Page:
Nuclear magnetic resonance (NMR) is the most frequently used method [52]. Compared to mass spectrometry (MS), NMR has higher reproducibility and minimal preparation for any sample type [53]. Pretreatment of the saliva, a viscous liquid, is also a simple process [54]. This feature is a definitive advantage as it minimizes the chances of causing unexpected errors. NMR has enabled identification of pattern changes in salivary metabolomic profiles, i.e., metabolic signature, to distinguish between patients with cancer and HCs. Some applications of salivary metabolomics explored using NMR include the detection of OSCC [24,55], head and neck squamous cell carcinoma [56], and glioblastoma [57]. In addition to cancer, hepatitis B infection [58], Parkinson’s disease [59], and Alzheimer’s disease [60] have been analyzed. The salivary biomarkers, saliva collection methods, and NMR methods are summarized in Supplementary Table S2.
MS is another a major metabolite detection system with high sensitivity. It consumes a small volume of samples and enables the identification and quantification of hundreds of metabolites simultaneously [53]. However, direct injection to MS cannot separate the metabolites with the same m/z (mass divided by charge number) value, such as leucine and isoleucine; therefore, a separation system is usually used before MS. GC-MS allows the quantification volatile compounds and the profiling of non-volatile metabolites by derivatization, which was used to analyze OSCC samples [22]. Liquid chromatography (LC)-MS has been used for both non-targeted and targeted analyses of salivary metabolites. For non-targeted analyses, hydrophilic metabolites, such as γ-aminobutyric acid, phenylalanine, valine, and lactic acid, of saliva samples of OC patients were analyzed [24]. A wide variety of metabolites, such as oligopeptides, phosphatidylcholine, and glycerophospholipids, were analyzed in the saliva samples of patients with breast cancer [34,35]. For targeted analyses, salivary OSCC biomarkers, such as choline, betaine, pipecolinic acid, and carnitine, were quantified [61]. Salivary polyamines were also analyzed as known biomarkers for breast cancer [38]. Capillary electrophoresis (CE)-MS was used for hydrophilic metabolite profiling of saliva samples of OC [21,25,27,62,63], breast cancer [39], and pancreatic cancer (PC) [44].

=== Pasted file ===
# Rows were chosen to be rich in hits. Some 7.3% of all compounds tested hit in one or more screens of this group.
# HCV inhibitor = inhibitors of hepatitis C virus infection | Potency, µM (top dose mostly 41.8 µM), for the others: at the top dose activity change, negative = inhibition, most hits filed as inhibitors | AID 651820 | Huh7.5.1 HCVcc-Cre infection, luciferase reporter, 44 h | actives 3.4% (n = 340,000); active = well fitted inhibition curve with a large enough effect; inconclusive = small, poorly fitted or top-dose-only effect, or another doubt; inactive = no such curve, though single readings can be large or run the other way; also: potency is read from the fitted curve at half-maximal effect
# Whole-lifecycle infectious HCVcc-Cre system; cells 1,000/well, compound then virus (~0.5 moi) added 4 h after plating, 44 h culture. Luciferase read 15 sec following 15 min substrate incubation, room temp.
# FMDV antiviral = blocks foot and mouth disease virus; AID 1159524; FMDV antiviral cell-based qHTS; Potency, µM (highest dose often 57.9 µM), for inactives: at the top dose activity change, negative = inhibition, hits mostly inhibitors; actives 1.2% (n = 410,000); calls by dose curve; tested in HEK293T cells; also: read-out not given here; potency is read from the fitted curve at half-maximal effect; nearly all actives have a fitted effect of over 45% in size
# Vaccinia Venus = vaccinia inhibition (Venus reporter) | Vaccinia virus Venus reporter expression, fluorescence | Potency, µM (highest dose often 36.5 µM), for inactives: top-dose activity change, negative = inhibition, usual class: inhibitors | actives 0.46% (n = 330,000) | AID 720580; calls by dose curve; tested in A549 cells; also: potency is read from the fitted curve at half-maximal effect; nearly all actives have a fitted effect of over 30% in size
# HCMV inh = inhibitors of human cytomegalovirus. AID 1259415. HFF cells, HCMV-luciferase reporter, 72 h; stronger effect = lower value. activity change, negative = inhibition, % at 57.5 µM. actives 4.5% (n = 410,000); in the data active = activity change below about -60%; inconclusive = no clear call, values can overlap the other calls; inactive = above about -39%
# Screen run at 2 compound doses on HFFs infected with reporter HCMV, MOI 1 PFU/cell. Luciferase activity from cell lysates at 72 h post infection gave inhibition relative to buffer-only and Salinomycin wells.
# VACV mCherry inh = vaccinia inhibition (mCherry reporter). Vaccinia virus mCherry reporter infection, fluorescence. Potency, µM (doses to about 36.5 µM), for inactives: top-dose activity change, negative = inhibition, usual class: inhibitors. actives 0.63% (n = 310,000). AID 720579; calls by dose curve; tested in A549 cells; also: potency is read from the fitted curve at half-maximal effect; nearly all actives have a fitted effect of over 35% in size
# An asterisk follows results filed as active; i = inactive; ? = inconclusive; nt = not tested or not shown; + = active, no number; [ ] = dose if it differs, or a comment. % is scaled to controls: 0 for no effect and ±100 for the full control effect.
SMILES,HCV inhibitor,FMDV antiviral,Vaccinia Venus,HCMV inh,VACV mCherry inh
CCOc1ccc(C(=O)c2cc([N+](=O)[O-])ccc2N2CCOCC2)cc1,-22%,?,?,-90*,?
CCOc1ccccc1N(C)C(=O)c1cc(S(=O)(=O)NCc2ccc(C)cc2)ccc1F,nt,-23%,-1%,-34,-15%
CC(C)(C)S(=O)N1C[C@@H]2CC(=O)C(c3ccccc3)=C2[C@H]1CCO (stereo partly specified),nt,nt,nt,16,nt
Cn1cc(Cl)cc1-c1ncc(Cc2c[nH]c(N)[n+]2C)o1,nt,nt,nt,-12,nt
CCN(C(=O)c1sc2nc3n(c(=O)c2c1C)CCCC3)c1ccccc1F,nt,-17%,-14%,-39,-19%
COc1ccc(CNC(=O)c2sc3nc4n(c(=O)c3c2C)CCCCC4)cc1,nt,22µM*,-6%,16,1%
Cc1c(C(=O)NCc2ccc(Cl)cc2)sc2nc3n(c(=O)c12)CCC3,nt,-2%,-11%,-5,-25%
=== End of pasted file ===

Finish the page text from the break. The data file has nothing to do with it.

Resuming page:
Comparisons of NMR and MS for analyzing saliva samples for OC biomarker discoveries have been previously conducted [64,65]. Both reviews claimed the necessity of standardization of sample collection and the processing of measuring data. The simultaneous use of NMR and LC-MS to analyze salivary metabolites succeeded in the coverage expansion of the observed metabolite [66], enhancing the opportunity to find biomarkers related to the focused phenotype.

3.2. Discrimination Methods